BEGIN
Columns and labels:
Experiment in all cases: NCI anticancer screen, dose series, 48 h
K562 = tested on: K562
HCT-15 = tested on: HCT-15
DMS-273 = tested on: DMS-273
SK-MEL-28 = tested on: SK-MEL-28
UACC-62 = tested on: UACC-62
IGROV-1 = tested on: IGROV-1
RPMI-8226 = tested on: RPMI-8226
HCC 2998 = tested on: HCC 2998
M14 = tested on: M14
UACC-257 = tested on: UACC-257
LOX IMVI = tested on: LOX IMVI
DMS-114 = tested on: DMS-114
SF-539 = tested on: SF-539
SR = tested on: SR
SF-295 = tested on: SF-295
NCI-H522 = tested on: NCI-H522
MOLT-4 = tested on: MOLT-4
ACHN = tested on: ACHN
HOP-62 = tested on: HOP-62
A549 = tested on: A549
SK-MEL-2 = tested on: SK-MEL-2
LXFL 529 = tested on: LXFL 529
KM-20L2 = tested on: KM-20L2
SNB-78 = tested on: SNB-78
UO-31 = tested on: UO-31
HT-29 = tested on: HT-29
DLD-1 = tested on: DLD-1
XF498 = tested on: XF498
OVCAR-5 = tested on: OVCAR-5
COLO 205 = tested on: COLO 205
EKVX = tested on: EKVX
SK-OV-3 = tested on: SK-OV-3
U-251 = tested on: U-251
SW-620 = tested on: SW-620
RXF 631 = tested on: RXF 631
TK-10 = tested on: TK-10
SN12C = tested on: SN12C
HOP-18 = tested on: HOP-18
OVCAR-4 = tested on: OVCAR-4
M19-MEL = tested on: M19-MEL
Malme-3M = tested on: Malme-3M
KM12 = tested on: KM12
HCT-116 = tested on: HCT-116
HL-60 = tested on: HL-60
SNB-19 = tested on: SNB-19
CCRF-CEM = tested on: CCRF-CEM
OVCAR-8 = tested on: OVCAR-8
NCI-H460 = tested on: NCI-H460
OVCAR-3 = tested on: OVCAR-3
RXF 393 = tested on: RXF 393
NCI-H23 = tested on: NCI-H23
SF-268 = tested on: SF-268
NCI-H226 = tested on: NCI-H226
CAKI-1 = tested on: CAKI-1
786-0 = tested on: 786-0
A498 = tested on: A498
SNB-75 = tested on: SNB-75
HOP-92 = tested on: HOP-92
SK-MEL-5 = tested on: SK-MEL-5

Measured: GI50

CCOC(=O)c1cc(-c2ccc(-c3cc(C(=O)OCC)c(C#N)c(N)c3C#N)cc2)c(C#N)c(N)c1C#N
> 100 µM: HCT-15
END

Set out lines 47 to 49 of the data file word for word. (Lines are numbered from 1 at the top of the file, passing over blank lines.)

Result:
SNB-19 = tested on: SNB-19
CCRF-CEM = tested on: CCRF-CEM
OVCAR-8 = tested on: OVCAR-8